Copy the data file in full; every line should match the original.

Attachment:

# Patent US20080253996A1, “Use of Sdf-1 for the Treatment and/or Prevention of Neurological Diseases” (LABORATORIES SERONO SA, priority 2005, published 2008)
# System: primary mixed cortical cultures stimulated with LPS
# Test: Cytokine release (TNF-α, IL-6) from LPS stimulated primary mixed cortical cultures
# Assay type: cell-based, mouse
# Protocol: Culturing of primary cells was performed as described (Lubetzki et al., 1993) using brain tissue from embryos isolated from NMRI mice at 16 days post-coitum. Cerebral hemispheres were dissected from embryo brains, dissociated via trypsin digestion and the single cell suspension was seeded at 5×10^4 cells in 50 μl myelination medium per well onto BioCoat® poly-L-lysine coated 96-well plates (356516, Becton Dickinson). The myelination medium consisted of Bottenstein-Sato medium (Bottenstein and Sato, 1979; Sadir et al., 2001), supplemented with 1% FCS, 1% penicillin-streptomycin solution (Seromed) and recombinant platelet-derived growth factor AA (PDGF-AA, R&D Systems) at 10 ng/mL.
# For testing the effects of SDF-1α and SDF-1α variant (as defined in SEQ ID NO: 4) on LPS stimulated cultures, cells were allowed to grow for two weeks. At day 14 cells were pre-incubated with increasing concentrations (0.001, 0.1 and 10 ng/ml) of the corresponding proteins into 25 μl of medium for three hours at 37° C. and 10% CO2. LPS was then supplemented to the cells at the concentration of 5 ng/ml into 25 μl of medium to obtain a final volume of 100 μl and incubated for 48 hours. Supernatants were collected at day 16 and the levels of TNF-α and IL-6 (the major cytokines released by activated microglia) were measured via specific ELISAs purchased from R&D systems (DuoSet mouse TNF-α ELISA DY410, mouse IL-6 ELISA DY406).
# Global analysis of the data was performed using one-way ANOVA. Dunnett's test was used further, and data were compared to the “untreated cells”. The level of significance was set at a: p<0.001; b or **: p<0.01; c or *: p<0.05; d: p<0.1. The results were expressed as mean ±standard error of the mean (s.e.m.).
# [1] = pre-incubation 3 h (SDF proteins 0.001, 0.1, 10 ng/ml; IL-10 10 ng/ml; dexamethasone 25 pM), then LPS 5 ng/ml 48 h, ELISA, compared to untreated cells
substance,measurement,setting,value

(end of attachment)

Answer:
# Patent US20080253996A1, “Use of Sdf-1 for the Treatment and/or Prevention of Neurological Diseases” (LABORATORIES SERONO SA, priority 2005, published 2008)
# System: primary mixed cortical cultures stimulated with LPS
# Test: Cytokine release (TNF-α, IL-6) from LPS stimulated primary mixed cortical cultures
# Assay type: cell-based, mouse
# Protocol: Culturing of primary cells was performed as described (Lubetzki et al., 1993) using brain tissue from embryos isolated from NMRI mice at 16 days post-coitum. Cerebral hemispheres were dissected from embryo brains, dissociated via trypsin digestion and the single cell suspension was seeded at 5×10^4 cells in 50 μl myelination medium per well onto BioCoat® poly-L-lysine coated 96-well plates (356516, Becton Dickinson). The myelination medium consisted of Bottenstein-Sato medium (Bottenstein and Sato, 1979; Sadir et al., 2001), supplemented with 1% FCS, 1% penicillin-streptomycin solution (Seromed) and recombinant platelet-derived growth factor AA (PDGF-AA, R&D Systems) at 10 ng/mL.
# For testing the effects of SDF-1α and SDF-1α variant (as defined in SEQ ID NO: 4) on LPS stimulated cultures, cells were allowed to grow for two weeks. At day 14 cells were pre-incubated with increasing concentrations (0.001, 0.1 and 10 ng/ml) of the corresponding proteins into 25 μl of medium for three hours at 37° C. and 10% CO2. LPS was then supplemented to the cells at the concentration of 5 ng/ml into 25 μl of medium to obtain a final volume of 100 μl and incubated for 48 hours. Supernatants were collected at day 16 and the levels of TNF-α and IL-6 (the major cytokines released by activated microglia) were measured via specific ELISAs purchased from R&D systems (DuoSet mouse TNF-α ELISA DY410, mouse IL-6 ELISA DY406).
# Global analysis of the data was performed using one-way ANOVA. Dunnett's test was used further, and data were compared to the “untreated cells”. The level of significance was set at a: p<0.001; b or **: p<0.01; c or *: p<0.05; d: p<0.1. The results were expressed as mean ±standard error of the mean (s.e.m.).
# [1] = pre-incubation 3 h (SDF proteins 0.001, 0.1, 10 ng/ml; IL-10 10 ng/ml; dexamethasone 25 pM), then LPS 5 ng/ml 48 h, ELISA, compared to untreated cells
substance,measurement,setting,value